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Santa Monica Trailer Park Residents Get Ready for Legal Battle

Santa Monica Real Estate Company, Roque and Mark
By Jason Islas
Staff Writer

April 16, 2013 -- Two residents of Santa Monica's Village Trailer Park, one a former attorney, are forming a nonprofit to fight the proposed development of the four-acre site approved by the City Council last week.

Brenda Barnes and Peter Naughton, two vocal opponents of the proposed 377-unit mixed-use development, have taken steps to set up the Village Park Estates Home Owners Association, Inc., a California nonprofit that would help raise funds to take the developers -- and possible the Rent Control Board -- to court.

Former attorney Barnes maintains that if the Board grants the developers a permit to replace 99 rent-controlled trailer pads with 99 rent-controlled units, she will file a lawsuit.

“It is not necessary to file a lawsuit if the Rent Control Board doesn't approve the removal permit,” Barnes said. “The DA (Development Agreement) will be worthless, and so it won't be necessary to file a lawsuit.”

The Board delayed a decision Thursday on whether to grant the removal permit, citing concerns that the 35 “very low-income” and three “extremely low-income” units proposed for the development would not provide enough affordable housing.

The Board will hear the case again at its May 23 meeting.

Co-owner of the Village Trailer Park Marc Luzzatto and his partners have maintained that they are within their legal rights to close the park, even without a development agreement.

The Council voted to approve the DA on April 9 after more than six years of planning, negotiation, a reversal of the Council's decision to rescind the project and a $50 million lawsuit filed by the developers.

But Barnes, and the Village Park Estates Home Owners Association, Inc., won't be satisfied unless the development is scuttled altogether, saving one of Santa Monica’s two remaining trailer parks.

“The specific purpose of this corporation is to assure the homeowners' perpetual ability to use the land at Village Trailer Park as a unique, special living space in which to enjoy life, liberty and the pursuit of happiness,” the organization's articles of incorporation reads.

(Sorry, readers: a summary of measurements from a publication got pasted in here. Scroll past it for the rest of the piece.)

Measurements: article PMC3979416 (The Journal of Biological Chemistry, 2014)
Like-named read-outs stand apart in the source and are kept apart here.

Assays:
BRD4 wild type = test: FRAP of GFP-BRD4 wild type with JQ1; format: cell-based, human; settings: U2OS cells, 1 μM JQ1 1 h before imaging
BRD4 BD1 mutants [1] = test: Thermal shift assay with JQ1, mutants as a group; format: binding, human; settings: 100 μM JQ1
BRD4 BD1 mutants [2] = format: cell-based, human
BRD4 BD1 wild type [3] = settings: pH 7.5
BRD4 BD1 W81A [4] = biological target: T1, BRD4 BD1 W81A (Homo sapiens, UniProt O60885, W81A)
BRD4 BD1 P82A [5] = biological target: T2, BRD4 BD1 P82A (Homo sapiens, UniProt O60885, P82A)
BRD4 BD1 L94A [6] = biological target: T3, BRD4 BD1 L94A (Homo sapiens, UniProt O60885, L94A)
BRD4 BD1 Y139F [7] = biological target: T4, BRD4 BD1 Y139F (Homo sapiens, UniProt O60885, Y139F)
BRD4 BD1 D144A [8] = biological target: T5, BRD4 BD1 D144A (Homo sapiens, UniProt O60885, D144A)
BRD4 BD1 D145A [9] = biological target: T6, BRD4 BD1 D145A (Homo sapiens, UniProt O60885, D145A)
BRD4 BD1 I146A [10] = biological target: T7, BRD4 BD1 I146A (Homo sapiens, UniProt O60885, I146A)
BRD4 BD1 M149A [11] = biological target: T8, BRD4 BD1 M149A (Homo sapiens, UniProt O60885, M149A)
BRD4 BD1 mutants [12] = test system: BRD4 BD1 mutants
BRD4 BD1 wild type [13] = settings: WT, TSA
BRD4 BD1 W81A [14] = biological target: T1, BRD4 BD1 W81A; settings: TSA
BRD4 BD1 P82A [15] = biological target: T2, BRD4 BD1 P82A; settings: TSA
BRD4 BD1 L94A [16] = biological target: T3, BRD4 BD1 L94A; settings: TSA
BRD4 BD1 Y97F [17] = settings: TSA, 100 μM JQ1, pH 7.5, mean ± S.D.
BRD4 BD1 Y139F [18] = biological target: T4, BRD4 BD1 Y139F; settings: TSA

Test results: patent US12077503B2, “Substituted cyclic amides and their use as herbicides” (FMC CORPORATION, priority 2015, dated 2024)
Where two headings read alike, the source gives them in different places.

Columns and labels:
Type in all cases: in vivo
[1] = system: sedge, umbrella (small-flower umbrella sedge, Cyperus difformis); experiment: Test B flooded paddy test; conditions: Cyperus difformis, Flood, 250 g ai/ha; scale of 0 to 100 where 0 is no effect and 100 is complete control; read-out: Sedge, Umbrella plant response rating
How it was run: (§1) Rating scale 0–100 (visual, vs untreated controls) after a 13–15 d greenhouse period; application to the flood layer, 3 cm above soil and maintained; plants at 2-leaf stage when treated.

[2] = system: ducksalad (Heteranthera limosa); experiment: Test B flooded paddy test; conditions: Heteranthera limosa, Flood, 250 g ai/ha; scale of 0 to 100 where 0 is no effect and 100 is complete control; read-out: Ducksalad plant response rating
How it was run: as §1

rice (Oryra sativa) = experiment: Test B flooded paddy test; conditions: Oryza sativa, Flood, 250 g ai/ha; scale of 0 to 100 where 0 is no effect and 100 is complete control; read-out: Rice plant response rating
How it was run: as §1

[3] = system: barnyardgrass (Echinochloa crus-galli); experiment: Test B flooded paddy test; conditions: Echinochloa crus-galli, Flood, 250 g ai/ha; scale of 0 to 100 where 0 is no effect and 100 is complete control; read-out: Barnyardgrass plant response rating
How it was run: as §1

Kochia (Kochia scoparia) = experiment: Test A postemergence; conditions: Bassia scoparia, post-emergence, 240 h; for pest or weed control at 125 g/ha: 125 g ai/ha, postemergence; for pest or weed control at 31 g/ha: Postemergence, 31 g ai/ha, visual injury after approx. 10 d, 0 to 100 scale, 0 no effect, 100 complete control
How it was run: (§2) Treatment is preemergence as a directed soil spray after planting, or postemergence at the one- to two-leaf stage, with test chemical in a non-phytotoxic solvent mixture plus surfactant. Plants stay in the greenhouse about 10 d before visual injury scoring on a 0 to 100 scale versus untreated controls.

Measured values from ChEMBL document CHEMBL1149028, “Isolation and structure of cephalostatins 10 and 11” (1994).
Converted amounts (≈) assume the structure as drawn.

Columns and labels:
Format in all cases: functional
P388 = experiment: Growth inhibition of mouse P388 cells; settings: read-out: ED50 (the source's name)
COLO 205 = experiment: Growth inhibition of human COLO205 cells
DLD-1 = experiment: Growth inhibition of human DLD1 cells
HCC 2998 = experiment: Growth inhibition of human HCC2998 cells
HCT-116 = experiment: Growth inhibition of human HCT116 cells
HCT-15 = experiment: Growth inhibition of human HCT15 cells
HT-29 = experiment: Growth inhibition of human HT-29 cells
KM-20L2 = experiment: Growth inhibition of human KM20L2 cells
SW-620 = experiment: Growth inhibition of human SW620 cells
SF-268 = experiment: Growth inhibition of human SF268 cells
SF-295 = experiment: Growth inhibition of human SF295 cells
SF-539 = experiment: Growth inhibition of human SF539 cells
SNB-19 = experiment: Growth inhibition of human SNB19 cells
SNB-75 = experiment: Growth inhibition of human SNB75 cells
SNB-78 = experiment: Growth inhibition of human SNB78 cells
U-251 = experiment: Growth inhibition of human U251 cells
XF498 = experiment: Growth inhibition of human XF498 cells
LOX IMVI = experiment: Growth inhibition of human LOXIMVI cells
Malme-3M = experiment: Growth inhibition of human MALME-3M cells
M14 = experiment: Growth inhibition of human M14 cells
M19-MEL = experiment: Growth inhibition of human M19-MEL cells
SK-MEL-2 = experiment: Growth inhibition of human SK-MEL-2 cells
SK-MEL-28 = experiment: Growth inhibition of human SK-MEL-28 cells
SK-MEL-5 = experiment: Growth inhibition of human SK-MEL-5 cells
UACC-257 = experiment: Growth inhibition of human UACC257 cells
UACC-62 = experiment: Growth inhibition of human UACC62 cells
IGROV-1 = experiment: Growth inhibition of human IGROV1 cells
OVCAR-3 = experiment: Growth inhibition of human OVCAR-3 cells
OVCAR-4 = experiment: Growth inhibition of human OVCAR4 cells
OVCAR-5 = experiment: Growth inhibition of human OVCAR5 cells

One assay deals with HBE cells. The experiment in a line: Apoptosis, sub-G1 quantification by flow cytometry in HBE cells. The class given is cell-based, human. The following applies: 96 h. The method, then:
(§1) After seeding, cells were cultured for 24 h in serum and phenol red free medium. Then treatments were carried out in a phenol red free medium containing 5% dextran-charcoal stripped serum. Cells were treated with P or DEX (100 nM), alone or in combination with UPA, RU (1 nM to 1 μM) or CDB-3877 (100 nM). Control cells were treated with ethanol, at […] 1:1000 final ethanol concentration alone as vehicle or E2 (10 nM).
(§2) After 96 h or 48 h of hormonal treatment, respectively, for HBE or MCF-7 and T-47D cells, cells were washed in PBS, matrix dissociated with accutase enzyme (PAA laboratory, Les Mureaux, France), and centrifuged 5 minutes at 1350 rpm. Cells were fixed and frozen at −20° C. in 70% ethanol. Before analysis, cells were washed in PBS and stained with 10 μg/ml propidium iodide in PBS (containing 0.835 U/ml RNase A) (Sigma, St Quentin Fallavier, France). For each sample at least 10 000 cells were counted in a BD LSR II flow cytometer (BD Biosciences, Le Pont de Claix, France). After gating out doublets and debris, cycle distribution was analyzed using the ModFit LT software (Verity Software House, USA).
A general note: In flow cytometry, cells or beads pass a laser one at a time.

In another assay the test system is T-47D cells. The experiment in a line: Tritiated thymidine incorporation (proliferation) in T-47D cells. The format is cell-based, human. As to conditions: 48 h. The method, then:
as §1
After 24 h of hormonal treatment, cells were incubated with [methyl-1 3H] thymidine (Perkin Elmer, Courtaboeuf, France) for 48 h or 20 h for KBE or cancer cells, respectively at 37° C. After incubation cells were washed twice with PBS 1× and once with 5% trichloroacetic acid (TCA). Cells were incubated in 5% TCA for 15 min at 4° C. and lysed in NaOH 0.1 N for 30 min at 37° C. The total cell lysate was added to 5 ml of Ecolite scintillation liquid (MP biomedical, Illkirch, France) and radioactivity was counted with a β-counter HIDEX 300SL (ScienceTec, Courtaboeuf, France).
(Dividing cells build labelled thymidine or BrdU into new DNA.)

And while the nonprofit -- whose status is pending State approval -- hasn't yet raised any money, Naughton is hopeful.

“The benefits to contributing to the legal defense fund would be tax exemptions for the donor,” he said, adding that he applied for nonprofit status in January and expects to hear from the State in the next couple of weeks.

“This is a growing publicity campaign that we're working on now,” he said.

Should Barnes, a former attorney, file a lawsuit over the Village Trailer Park, it wouldn't be the first time.

In March, she filed a $1 billion claim alleging that by negotiating a DA for the trailer park property, the City violated organized crime law. ("Former Attorney to Seek $1 Billion from Santa Monica over Trailer Park Negotiations," March 2013)

The claim was denied on April 1, she said, adding that she preparing for to sue.

The suit follows a similar one in which she alleged that the City's Planning Commission had violated State transparency laws. A judge ruled that the lawsuit was “meritless” and ordered Barnes to pay the City $16,600 in attorney fees.

She is appealing that decision.

Barnes currently has a lawsuit against the Rent Control Board that alleges Rent Board staff “has been conspiring with the staff of the City” to move the DA through, she said.

The Rent Board staff recommended that the Board approve the removal permit because Luzzatto and his partners have met the legal requirements for replacing rent-controlled units required by the City's charter.

“We are getting ready for whatever needs to be done,” said Barnes, adding that she had “six big-time attorneys” lined up.

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